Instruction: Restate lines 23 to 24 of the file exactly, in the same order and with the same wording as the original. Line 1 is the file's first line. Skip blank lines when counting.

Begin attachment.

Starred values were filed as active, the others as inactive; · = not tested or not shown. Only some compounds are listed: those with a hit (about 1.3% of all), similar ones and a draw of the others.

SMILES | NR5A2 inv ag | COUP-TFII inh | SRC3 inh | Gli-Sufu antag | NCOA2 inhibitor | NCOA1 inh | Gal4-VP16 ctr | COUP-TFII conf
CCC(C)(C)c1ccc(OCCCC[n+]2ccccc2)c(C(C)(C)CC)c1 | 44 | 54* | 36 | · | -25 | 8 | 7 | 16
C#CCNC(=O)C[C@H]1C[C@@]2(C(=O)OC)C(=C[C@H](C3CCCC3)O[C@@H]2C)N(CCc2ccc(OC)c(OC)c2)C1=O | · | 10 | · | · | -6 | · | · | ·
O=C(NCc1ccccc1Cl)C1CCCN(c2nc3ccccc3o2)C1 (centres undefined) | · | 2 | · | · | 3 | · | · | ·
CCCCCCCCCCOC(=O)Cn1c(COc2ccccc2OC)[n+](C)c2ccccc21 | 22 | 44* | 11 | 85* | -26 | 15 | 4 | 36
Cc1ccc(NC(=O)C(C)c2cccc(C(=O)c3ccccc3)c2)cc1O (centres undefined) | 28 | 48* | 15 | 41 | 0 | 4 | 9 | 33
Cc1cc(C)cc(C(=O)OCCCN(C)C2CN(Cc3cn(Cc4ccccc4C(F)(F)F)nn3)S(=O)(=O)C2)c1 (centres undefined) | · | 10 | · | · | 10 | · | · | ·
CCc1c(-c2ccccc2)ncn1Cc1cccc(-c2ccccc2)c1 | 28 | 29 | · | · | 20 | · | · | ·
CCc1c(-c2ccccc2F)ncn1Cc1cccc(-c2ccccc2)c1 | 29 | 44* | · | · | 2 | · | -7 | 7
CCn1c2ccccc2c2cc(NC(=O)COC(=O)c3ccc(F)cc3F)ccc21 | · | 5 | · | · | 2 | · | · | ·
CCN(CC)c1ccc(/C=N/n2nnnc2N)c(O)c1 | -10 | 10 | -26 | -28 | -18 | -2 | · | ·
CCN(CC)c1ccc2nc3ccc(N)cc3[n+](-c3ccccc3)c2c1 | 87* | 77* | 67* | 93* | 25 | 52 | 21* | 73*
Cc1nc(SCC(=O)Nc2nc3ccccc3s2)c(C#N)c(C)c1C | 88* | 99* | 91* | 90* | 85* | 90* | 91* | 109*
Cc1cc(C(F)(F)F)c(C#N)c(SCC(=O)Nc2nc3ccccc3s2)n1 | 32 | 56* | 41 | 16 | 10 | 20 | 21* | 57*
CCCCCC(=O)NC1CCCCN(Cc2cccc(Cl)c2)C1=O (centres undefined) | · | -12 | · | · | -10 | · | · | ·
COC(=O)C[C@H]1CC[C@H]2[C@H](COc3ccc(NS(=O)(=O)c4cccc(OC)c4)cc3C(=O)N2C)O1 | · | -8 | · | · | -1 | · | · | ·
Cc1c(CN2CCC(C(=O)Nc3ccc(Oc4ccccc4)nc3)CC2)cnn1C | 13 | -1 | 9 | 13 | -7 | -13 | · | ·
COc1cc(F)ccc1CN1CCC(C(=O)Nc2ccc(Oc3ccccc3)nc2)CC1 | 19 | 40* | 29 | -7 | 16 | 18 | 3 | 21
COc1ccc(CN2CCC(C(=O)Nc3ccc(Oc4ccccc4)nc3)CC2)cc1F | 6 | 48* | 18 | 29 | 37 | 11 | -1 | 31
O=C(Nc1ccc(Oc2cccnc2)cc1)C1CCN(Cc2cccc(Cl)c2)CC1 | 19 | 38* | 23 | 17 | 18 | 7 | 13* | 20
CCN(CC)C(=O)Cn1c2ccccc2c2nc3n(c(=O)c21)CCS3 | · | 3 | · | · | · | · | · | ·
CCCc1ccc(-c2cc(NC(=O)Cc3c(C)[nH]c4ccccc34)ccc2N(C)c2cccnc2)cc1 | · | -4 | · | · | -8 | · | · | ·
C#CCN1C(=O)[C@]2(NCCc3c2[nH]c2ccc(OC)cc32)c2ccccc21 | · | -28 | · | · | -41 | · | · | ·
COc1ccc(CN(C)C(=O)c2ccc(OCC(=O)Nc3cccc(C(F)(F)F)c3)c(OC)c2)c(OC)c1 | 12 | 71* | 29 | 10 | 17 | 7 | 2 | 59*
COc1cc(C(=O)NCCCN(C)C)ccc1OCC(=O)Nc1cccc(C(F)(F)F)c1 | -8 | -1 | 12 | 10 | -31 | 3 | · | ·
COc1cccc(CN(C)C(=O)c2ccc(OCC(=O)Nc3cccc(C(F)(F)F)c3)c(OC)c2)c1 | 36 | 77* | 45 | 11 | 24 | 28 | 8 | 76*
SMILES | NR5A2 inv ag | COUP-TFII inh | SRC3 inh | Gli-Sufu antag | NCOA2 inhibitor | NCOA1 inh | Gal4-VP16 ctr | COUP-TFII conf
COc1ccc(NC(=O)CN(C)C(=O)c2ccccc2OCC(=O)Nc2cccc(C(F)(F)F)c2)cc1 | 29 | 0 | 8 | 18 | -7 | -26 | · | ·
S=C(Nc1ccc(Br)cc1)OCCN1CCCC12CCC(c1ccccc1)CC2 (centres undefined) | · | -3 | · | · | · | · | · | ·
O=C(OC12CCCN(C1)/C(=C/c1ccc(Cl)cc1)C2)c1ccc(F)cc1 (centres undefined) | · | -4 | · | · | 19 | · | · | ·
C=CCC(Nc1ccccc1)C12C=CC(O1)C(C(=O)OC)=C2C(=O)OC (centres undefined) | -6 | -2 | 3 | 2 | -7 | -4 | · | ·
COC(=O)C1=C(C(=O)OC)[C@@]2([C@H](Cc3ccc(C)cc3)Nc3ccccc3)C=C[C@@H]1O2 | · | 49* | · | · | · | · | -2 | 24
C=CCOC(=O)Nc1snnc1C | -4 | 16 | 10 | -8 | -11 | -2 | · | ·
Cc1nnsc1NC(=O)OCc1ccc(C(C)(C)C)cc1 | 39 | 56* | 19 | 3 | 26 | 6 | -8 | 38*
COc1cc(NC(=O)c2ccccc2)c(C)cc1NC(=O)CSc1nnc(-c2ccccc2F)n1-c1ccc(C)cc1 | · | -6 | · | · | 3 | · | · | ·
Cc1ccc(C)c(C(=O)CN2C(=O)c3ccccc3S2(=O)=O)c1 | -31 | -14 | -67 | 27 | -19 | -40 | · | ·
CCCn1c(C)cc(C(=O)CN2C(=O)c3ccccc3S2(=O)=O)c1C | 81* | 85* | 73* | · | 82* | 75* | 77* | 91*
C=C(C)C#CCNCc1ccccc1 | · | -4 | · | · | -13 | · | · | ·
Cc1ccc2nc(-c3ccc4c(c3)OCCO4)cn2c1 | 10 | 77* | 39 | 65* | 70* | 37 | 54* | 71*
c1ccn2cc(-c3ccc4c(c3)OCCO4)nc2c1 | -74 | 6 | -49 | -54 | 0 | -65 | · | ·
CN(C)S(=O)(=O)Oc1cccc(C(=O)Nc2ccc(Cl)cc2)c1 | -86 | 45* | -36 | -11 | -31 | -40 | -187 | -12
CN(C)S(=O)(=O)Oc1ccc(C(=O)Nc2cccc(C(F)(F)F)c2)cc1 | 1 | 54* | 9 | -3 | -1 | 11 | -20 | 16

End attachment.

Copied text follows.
CCCc1ccc(-c2cc(NC(=O)Cc3c(C)[nH]c4ccccc34)ccc2N(C)c2cccnc2)cc1 | · | -4 | · | · | -8 | · | · | ·
C#CCN1C(=O)[C@]2(NCCc3c2[nH]c2ccc(OC)cc32)c2ccccc21 | · | -28 | · | · | -41 | · | · | ·